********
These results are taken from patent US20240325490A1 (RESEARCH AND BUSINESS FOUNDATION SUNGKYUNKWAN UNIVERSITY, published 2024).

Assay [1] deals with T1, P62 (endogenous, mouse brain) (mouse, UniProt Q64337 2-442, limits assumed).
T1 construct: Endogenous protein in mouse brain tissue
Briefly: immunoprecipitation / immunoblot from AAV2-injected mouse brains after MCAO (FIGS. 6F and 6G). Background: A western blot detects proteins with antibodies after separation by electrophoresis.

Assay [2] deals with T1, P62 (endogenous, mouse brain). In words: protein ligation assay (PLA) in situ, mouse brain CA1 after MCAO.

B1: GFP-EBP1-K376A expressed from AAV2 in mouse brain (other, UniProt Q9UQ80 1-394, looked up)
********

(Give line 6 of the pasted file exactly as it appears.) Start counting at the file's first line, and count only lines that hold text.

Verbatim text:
B1: GFP-EBP1-K376A expressed from AAV2 in mouse brain (other, UniProt Q9UQ80 1-394, looked up)